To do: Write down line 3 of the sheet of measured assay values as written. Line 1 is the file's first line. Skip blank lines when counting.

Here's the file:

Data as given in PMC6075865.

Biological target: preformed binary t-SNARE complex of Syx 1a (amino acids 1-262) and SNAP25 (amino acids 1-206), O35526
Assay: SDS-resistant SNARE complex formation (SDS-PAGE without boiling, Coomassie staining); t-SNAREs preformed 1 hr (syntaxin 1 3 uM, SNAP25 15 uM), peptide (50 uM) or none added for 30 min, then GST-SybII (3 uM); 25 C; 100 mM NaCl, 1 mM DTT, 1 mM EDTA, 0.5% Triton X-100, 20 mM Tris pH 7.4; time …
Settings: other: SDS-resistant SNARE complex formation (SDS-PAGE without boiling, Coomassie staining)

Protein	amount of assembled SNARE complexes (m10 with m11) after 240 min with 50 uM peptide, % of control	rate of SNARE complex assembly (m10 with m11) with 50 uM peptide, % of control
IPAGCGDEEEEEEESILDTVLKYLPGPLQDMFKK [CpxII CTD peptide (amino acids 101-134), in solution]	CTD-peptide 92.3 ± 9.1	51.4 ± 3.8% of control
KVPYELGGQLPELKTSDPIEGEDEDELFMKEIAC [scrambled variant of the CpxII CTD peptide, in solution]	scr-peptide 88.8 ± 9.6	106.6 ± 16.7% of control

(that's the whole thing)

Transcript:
Assay: SDS-resistant SNARE complex formation (SDS-PAGE without boiling, Coomassie staining); t-SNAREs preformed 1 hr (syntaxin 1 3 uM, SNAP25 15 uM), peptide (50 uM) or none added for 30 min, then GST-SybII (3 uM); 25 C; 100 mM NaCl, 1 mM DTT, 1 mM EDTA, 0.5% Triton X-100, 20 mM Tris pH 7.4; time …